TCM’s series ELVIS MITCHELL: UNDER THE INFLUENCE has one fault – It’s Too Short!

Celebrities reveal their influences in this original series hosted by film critic Elvis Mitchell. The premiere episode aired July 7 and featured the late Sydney Pollack in his last in-depth interview. However, it seemed abrupt and truncated. When you’re talking about the influences that have shaped an artist’s life, a half hour is too short to cover the subject sufficiently. It definitely left me wanting more.

When I first heard about this series I thought, “What a great idea. I can’t believe no one has ever thought of this before”. And who better to do it than TCMr As the most accessible art form of the 20th and 21st century, film has a profound influence on most people’s lives. Everyone is influenced in some way or another, at some time or another, by the movies they see in their lifetime. Most of us keep that influence within our personal lives, but there are others who use their viewing experiences to impact their art and go on to influence others. With Under the Influence, top Hollywood film critic and interviewer Elvis Mitchell examines this aspect of the world’s most popular past time, bringing his special brand of in-depth and deeply personal interview style to this new original series, offering the viewer a unique opportunity to listen to Mitchell’s one on one conversation with a celebrity guest about how the art of cinema has affected their life.

Understand that there’s nothing groundbreaking here. The presentation is pretty straightforward with guest and host sitting in comfy chairs on a bare stage before a live audience. Mitchell graciously leads the acclaimed guest artist down memory lane, gently poking and prodding for inside information about the films and filmmakers that have influenced them. And since the interview itself is designed to stand on it’s own, unconnected to any promotion of a latest release, the guest is free to speak solely of their career up to that point without plugging a project soon-to-be in a theater near you. This refreshing aspect allows a truthfulness and grounded quality that keeps the free flowing conversation from becoming dated or a commercial tool of opportunity.

Mitchell himself is extremely engaging and particularly good at putting the guest (as well as the viewer) at ease, talking in a very relaxed and off-the- cuff manner. This man truly knows his stuff, but he never flaunts it like a lecturing professor. Rather, he weaves naturally through the interview. His extensive knowledge of film serves him particularly well when relaying anecdotes about this artist or that movie, and keeps the interview entertaining to all viewers, be they minor movie buffs or die hard aficionados. It’s a wonder he’s never been presented in this forum before. There has always been the question of who could possibly take over for TCM evening host Robert Osborne when the time comes and Mitchell reveals himself as a solid contender. Overall, he exudes a sheer love and devotion to the film medium, beautifully complimenting the enthusiasm of the guest with the love of the art that has made them a recognizable voice in the world of cinema.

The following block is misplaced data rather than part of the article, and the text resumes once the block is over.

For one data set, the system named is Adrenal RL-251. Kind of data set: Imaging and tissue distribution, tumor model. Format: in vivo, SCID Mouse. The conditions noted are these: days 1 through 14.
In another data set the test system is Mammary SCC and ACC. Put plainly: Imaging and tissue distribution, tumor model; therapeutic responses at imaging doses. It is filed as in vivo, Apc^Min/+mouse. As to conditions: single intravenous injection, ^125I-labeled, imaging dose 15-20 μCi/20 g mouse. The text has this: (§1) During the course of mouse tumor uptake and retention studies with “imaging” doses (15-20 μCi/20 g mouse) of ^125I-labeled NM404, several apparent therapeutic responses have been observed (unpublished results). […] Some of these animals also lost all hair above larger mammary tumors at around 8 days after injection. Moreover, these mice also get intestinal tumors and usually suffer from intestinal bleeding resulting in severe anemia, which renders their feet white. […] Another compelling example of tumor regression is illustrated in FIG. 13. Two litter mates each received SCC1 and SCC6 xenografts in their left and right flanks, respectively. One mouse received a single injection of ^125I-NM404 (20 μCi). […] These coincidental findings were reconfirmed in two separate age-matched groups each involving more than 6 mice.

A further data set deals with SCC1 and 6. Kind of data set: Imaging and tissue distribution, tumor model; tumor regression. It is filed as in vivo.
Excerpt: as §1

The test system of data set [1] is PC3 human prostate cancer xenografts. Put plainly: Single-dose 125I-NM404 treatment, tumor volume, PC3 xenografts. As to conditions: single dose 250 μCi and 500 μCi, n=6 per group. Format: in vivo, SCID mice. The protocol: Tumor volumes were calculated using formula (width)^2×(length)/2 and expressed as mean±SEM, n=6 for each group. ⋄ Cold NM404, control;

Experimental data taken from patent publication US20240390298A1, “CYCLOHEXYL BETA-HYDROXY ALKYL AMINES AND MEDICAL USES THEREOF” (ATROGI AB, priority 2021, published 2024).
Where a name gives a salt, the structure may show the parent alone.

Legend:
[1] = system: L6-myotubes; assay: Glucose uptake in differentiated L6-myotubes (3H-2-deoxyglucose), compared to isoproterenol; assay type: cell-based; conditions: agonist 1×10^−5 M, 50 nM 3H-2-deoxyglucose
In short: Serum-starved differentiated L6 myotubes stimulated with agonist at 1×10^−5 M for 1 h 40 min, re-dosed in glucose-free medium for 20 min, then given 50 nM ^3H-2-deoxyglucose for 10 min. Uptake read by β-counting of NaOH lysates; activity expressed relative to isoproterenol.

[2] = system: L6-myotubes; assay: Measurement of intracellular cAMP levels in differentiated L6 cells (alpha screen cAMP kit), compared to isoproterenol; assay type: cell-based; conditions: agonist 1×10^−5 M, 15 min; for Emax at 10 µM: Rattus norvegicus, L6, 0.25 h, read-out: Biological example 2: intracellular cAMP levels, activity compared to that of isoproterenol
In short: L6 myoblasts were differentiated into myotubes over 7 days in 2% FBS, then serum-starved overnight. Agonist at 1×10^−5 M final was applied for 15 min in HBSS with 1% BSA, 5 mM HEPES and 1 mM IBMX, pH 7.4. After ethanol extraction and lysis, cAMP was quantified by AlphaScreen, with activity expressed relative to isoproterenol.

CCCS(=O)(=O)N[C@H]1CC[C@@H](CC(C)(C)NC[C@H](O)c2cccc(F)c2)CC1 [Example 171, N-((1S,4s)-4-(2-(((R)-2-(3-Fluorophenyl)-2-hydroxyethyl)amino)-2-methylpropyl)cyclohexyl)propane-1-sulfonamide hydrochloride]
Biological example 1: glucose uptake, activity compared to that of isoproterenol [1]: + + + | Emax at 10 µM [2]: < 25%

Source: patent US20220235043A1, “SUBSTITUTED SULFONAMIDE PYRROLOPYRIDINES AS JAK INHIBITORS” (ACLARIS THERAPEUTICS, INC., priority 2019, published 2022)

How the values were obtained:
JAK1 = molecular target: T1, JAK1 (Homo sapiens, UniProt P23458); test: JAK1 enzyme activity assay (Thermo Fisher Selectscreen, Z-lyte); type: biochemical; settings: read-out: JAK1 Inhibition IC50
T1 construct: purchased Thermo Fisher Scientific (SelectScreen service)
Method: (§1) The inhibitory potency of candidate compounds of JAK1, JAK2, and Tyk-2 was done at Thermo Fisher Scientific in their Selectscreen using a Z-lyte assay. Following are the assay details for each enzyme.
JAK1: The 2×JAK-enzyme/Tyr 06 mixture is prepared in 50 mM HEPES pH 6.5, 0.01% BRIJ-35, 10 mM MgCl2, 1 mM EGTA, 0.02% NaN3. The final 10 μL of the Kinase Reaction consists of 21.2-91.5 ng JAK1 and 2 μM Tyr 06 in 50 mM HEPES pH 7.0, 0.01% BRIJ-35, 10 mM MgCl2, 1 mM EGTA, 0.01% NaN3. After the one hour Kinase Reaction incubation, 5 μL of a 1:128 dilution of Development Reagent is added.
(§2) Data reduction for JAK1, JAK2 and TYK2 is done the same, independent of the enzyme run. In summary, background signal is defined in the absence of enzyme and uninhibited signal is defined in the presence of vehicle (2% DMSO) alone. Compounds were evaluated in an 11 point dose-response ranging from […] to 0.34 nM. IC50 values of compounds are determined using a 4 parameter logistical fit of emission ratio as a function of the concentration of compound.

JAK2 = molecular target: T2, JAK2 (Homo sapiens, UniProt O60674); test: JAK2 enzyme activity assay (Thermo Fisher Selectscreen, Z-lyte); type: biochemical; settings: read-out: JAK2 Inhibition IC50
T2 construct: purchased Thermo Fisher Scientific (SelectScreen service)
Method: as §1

In the premier episode, Pollack covered a broad range of his experiences, referencing his beginnings as an actor, studying with the Sanford Meisner, (of the Meisner Technique) and performing in New York Theater before getting a break in television and movies. Although Pollack became a masterful and well-established director, he continued to cultivate his acting career, earning rave reviews and Oscar buzz for his performances in Woody Allen’s “Husbands & Wives”, Stanley Kubrick’s “Eyes Wide Shut” and his own “Tootsie” (his superb comedic timing and deft transition from confused to bemused agent responding to his cross-dressing client’s news that he’s just been proposed to by his girlfriend’s father is nothing short of genius and slays me every single time.)

As stated above, the only shortcoming in this presentation is the brief time allotted to such a fascinating guest. Half an hour leaves hardly enough time to even mention Pollack’s commitment to the art of film and filmmaking itself. A recognized avid historian, Pollack advocated directors rights, lobbied against the use of colorization and other post-production practices that alter the director’s completed vision. He particularly loathed television’s common practice of “pan and scan”, citing the practice as an infringement upon the integrity of an artist’s work, frequently appearing on TCM vehemently explaining to the layman why letterboxing is the preferred and correct method of presentation for films airing on television. Surely there must have been enough footage for at least a full hour to honor the great talent that gave us “Out of Africa”, “The Way We Were”, “Three Days of the Condor”, and “Absence of Malice”, among others. Sydney Pollack’s work spread across many genres and influenced many people. It is difficult to imagine that we will ever again see such a multi-talented, highly successful, renaissance man of film. Due to the versatile and well-respected director’s sudden passing at the age of 73 and the shear scope of his impressive career, it would have been suitable to allow extra time for the premier episode. Perhaps the inevitable success of the series will lead to lengthening the format.

Future interviewees slated for July are Bill Murray (July 14); Laurence Fishburne (July 21); and Quentin Tarantino (July 28). The series will return in November with guests Joan Allen, Edward Norton, John Leguizamo and Richard Gere.

Rating: A-